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However, if that is true and sulphating is the problem they why are there lots of Kona EVs not suffering this problem?
Same reason that some people do NOT suffer from a failure to achieve NEDC range/mileage?
 

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Discussion Starter · #23 ·
There seems to be a major fault with the design of the car that causes a constant draw on the 12v
Yeah, nah, it doesn't sound even plausible. The LDC (that charges the 12V battery off the main battery) won't care what the motor, etc is doing. All energy comes from the traction battery and the 12V system only needs a few hundred watts. In any case, when driving, aux battery charging is fairly minimal with the 196 update, rather it mostly just avoids depleting it.

At the risk of boring everyone yet again with my graph, leaving the hatch ajar rapidly causes a significant depletion of the aux battery. And, to add insult to injury prevents the scheduled charging events from starting. In this short test I've lost 0.5 V in a matter of 40 minutes and it only bounced back halfway when the hatch was closed. My aux battery is 2.5 years old now and still sits at 13.0 V when parked.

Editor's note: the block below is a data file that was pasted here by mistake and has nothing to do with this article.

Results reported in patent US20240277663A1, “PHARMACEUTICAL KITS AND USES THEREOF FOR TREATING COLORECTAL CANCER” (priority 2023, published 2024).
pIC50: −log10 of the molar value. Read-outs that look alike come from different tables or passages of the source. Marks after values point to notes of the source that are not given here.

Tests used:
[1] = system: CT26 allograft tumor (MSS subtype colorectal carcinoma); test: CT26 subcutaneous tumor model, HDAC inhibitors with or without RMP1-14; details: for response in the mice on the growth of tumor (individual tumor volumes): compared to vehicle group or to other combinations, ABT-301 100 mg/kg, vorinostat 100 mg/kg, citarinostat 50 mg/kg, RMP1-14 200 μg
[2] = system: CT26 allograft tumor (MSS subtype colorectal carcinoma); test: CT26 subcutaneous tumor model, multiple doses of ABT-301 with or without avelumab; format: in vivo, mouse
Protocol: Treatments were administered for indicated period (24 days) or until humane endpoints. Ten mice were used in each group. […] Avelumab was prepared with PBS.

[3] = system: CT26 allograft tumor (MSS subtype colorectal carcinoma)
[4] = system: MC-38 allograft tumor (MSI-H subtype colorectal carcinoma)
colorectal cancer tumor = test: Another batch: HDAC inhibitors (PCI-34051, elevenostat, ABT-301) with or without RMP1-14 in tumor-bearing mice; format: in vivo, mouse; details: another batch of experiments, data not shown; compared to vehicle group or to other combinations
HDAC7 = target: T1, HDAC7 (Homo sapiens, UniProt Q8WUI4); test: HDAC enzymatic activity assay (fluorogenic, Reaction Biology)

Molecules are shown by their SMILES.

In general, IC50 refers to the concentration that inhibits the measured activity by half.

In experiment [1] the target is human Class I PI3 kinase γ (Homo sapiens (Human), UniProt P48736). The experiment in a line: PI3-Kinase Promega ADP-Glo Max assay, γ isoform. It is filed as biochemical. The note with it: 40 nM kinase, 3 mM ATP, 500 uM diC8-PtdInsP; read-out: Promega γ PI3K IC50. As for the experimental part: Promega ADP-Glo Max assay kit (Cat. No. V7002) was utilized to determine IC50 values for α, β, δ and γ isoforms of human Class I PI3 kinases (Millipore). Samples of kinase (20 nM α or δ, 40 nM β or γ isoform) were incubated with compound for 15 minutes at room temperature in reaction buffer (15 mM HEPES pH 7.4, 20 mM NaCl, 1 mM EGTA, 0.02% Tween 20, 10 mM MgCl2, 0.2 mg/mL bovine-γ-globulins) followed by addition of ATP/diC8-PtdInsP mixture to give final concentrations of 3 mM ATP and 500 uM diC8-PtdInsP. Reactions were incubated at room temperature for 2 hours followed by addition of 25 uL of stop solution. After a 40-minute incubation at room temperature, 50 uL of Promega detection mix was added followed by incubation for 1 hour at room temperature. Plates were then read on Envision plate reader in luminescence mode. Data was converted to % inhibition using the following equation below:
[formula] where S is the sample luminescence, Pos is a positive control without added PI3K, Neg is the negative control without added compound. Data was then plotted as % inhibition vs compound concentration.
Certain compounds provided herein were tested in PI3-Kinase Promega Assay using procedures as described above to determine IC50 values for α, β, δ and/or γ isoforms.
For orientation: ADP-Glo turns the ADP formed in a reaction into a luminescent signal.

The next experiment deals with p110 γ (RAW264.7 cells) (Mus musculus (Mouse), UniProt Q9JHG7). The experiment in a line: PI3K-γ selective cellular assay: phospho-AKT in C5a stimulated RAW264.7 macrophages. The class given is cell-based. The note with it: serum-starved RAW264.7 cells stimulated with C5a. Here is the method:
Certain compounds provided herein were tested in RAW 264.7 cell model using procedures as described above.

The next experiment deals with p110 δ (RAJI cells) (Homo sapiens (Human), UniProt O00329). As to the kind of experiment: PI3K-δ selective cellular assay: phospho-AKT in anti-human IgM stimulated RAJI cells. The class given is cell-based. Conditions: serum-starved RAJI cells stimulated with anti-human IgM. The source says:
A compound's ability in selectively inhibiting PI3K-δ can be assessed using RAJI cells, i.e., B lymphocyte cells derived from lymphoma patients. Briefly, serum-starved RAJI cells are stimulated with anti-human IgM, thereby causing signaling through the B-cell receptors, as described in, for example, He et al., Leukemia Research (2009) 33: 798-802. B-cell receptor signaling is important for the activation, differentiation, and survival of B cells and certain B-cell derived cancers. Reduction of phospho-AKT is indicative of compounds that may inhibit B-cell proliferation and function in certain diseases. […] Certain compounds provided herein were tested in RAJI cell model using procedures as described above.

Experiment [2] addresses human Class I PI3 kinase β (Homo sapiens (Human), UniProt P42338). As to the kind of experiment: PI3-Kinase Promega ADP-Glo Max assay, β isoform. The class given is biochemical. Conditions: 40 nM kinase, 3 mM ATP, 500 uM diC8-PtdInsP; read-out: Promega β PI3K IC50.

View attachment 144122
Did you leave the car On on Park while this test was going on?
I cant get my OBD device to connect to the ECU when the car is off but turning the car on would put a load on the 12V no?
So how do i get to the point where i can make this graph in my car?
 

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There seems to be a major fault with the design of the car that causes a constant draw on the 12v


Did you leave the car On on Park while this test was going on?
I cant get my OBD device to connect to the ECU when the car is off but turning the car on would put a load on the 12V no?
So how do i get to the point where i can make this graph in my car?
I think that is the graph from a BM2 device that is connected to the battery - at least that is what my one looks like.
 

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Same reason that some people do NOT suffer from a failure to achieve NEDC range/mileage?
That does not make sense. Either the cars do not have their 12v battery charging correctly or they do charge correctly. The driver cannot influence that. Moreover, as said in a previous post, the battery is actually being charged at about 14.7v every 4hrs ish, which should be fine - and appears to be in my car which displays the same charging characteristic as in post 17.
 

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That does not make sense.
It makes perfect sense. So what you actually meant there was 'it doesn't make sense to me'.

I'll spell it out;-
1) A BEV (let's say) is designed such that if you drive it according to a particular drive cycle, 'cycle A', then you achieve 100% of the quoted range.
2) If 'you' drive that BEV according to the way 'you' want to, then it might not be according to 'cycle A'.
3) If (1) and (2), then 'you' might not achieve 100% of the quoted range.

Let's now swap a few of those words around;-
1) A BEV (let's say) is designed such that if you drive it according to a particular drive cycle, 'cycle B', then you achieve 100% of the required charging for the 12V battery.
2) If 'you' drive that BEV according to the way 'you' want to, then it might not be according to 'cycle B'.